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It is certainly a week of massive data breaches. 11.9 million Quest Diagnostics records were exposed, 7.7 million records at LabCorp have potentially been compromised, and now University of Chicago Medicine has discovered more than 1.68 million of its records have been exposed.
The records were stored on a misconfigured Elasticsearch server which had accidentally had protections removed allowing it to be accessed over the internet without the need for any authentication. The misconfiguration allowed a database to be accessed which contained 1,679,993 records of donors and prospective donors.
The exposed database was discovered by Security Discovery researcher Bob Diachenko on May 28. Diachenko had performed a search using the search engine Shodan to identify unsecured databases. Even though awareness has been raised following the discovery of a large number of exposed Elasticsearch instances and other NoSQL databases in recent months, Security Discovery researchers are still identifying between 5 and 10 ‘big cases’ of unsecured databases every month.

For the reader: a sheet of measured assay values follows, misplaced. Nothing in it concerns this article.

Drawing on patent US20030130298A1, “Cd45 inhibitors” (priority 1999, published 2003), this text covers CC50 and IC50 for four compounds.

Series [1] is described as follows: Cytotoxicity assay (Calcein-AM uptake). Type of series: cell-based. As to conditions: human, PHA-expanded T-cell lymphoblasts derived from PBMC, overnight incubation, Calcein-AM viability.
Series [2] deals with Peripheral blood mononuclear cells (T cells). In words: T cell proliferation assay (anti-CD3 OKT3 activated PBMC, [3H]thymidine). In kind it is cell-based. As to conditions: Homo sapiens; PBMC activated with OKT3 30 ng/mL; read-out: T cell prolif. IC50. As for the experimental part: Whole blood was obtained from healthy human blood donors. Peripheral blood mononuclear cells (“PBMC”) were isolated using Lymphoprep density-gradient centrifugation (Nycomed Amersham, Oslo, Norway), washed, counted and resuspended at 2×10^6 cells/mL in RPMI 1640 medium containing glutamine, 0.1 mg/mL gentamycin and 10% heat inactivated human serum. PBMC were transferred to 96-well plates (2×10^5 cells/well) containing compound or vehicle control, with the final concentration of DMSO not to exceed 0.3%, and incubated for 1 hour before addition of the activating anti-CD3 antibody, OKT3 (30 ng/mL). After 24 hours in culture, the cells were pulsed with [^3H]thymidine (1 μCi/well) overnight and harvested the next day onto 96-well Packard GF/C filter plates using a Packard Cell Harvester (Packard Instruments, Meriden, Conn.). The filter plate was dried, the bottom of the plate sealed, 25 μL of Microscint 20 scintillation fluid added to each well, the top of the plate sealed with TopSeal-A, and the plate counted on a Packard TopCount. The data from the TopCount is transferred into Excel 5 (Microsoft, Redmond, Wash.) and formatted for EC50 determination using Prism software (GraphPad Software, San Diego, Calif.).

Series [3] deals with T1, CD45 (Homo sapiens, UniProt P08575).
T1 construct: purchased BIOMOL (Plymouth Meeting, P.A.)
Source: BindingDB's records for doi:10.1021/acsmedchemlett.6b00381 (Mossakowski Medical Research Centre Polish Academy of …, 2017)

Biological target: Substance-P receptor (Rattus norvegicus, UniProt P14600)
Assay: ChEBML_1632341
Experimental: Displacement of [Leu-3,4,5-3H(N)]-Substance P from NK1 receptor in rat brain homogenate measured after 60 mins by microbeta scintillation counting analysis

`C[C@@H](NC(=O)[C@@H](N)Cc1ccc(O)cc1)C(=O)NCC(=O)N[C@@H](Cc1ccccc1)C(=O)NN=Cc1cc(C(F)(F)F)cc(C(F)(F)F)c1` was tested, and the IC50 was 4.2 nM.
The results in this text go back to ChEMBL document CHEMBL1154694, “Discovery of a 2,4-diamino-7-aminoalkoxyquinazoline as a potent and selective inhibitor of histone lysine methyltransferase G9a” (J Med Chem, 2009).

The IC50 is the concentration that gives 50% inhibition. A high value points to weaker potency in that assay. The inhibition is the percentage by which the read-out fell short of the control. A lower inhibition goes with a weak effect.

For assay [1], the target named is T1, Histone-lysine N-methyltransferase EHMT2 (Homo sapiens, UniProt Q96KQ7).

The latest find was a sizable cluster containing 34GB of data. The cluster, named data-ucmbsd2, had been indexed by Shodan and could be accessed over the internet by anyone. The database contained a range of information including names, addresses, phone numbers, email addresses, dates of birth, gender, marital status, wealth information and current financial status, and notes about past communications.
Diachenko determined that the data belonged to UC Medicine and sent a notification and the Elasticsearch instance was secured within 48 hours.
UC Medicine has issued a statement confirming a comprehensive forensic investigation was conducted, which determined the database was not subjected to unauthorized access other than by Diachenko. Diachenko confirmed that he only accessed some of the records to determine who they belonged to and did not download the database. Fortunately, the window of opportunity was short. Diachenko discovered the database one day after it had been indexed by Shodan.
Elasticsearch instances should be configured so they are only accessible over an internal network and authentication controls should be implemented to ensure only authorized individuals have access. Misconfigurations not place data at risk of theft, there have also been instances where the lack of authentication has allowed hackers to encrypt databases using ransomware or even totally delete all stored data.